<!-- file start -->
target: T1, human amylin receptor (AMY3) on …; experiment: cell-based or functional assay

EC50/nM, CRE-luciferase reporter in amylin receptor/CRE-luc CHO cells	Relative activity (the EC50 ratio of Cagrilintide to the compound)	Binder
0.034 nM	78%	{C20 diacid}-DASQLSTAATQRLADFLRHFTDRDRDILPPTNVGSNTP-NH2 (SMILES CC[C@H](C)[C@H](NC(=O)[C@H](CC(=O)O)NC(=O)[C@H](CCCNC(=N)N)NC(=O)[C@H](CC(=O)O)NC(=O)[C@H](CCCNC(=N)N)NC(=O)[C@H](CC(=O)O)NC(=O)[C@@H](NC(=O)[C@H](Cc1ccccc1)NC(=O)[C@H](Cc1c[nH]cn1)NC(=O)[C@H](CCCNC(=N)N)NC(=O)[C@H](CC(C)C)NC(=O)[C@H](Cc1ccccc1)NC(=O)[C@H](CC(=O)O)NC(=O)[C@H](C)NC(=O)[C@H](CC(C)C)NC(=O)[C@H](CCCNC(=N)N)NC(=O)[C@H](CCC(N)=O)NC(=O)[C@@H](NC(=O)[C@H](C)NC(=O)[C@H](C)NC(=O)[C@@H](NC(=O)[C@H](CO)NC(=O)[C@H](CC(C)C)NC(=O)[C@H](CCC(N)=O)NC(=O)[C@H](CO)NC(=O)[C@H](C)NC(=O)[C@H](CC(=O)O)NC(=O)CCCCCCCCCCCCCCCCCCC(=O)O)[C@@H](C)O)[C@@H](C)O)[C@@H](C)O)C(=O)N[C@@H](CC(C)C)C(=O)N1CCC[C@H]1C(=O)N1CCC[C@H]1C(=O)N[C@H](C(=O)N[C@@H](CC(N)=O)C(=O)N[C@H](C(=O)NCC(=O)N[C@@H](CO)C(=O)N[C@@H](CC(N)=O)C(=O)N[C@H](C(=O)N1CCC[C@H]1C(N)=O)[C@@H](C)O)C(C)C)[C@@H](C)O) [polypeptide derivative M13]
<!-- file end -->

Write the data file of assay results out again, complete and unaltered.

target: T1, human amylin receptor (AMY3) on …; experiment: cell-based or functional assay

EC50/nM, CRE-luciferase reporter in amylin receptor/CRE-luc CHO cells	Relative activity (the EC50 ratio of Cagrilintide to the compound)	Binder
0.034 nM	78%	{C20 diacid}-DASQLSTAATQRLADFLRHFTDRDRDILPPTNVGSNTP-NH2 (SMILES CC[C@H](C)[C@H](NC(=O)[C@H](CC(=O)O)NC(=O)[C@H](CCCNC(=N)N)NC(=O)[C@H](CC(=O)O)NC(=O)[C@H](CCCNC(=N)N)NC(=O)[C@H](CC(=O)O)NC(=O)[C@@H](NC(=O)[C@H](Cc1ccccc1)NC(=O)[C@H](Cc1c[nH]cn1)NC(=O)[C@H](CCCNC(=N)N)NC(=O)[C@H](CC(C)C)NC(=O)[C@H](Cc1ccccc1)NC(=O)[C@H](CC(=O)O)NC(=O)[C@H](C)NC(=O)[C@H](CC(C)C)NC(=O)[C@H](CCCNC(=N)N)NC(=O)[C@H](CCC(N)=O)NC(=O)[C@@H](NC(=O)[C@H](C)NC(=O)[C@H](C)NC(=O)[C@@H](NC(=O)[C@H](CO)NC(=O)[C@H](CC(C)C)NC(=O)[C@H](CCC(N)=O)NC(=O)[C@H](CO)NC(=O)[C@H](C)NC(=O)[C@H](CC(=O)O)NC(=O)CCCCCCCCCCCCCCCCCCC(=O)O)[C@@H](C)O)[C@@H](C)O)[C@@H](C)O)C(=O)N[C@@H](CC(C)C)C(=O)N1CCC[C@H]1C(=O)N1CCC[C@H]1C(=O)N[C@H](C(=O)N[C@@H](CC(N)=O)C(=O)N[C@H](C(=O)NCC(=O)N[C@@H](CO)C(=O)N[C@@H](CC(N)=O)C(=O)N[C@H](C(=O)N1CCC[C@H]1C(N)=O)[C@@H](C)O)C(C)C)[C@@H](C)O) [polypeptide derivative M13]